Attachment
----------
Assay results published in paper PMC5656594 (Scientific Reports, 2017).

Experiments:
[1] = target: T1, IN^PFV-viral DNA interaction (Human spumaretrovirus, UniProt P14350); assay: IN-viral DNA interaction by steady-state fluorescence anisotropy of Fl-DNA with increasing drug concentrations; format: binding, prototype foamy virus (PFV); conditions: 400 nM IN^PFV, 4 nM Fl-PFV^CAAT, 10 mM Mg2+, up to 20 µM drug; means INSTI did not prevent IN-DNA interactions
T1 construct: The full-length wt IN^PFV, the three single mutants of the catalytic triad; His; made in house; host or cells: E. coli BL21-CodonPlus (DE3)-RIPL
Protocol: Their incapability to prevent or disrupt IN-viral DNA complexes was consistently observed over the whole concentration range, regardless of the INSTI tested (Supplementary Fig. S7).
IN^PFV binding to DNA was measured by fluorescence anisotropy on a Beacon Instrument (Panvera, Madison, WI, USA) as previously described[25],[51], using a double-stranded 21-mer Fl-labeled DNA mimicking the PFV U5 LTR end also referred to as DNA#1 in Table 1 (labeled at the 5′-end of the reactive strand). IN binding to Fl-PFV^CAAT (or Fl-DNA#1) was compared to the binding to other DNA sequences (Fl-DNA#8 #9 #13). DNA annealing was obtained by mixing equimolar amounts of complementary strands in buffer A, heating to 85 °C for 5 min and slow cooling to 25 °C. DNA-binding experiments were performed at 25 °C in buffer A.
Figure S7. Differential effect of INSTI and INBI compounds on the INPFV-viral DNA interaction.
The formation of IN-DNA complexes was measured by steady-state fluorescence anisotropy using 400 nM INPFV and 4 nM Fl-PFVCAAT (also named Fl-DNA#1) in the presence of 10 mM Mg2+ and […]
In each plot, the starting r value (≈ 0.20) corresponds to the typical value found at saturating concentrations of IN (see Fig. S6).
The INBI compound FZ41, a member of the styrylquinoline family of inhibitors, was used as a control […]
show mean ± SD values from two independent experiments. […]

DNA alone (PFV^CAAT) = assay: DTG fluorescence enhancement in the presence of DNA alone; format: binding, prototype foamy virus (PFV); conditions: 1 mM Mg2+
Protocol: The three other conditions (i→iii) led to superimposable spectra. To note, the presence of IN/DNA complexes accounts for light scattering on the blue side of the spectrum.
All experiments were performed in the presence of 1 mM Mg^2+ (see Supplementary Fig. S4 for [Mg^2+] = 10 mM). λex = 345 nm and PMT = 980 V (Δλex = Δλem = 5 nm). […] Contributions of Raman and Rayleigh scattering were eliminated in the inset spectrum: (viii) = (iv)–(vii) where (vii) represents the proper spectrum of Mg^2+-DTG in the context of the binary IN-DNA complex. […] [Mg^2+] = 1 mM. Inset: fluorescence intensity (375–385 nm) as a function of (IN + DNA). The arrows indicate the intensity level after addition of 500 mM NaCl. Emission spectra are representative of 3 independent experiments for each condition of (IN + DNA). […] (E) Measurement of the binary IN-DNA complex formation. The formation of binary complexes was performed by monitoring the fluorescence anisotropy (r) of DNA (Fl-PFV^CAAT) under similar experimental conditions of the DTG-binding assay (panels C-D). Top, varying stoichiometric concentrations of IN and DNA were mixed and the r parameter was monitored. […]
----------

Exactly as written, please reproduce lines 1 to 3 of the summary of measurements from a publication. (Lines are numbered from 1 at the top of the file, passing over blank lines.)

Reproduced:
Assay results published in paper PMC5656594 (Scientific Reports, 2017).

Experiments:
[1] = target: T1, IN^PFV-viral DNA interaction (Human spumaretrovirus, UniProt P14350); assay: IN-viral DNA interaction by steady-state fluorescence anisotropy of Fl-DNA with increasing drug concentrations; format: binding, prototype foamy virus (PFV); conditions: 400 nM IN^PFV, 4 nM Fl-PFV^CAAT, 10 mM Mg2+, up to 20 µM drug; means INSTI did not prevent IN-DNA interactions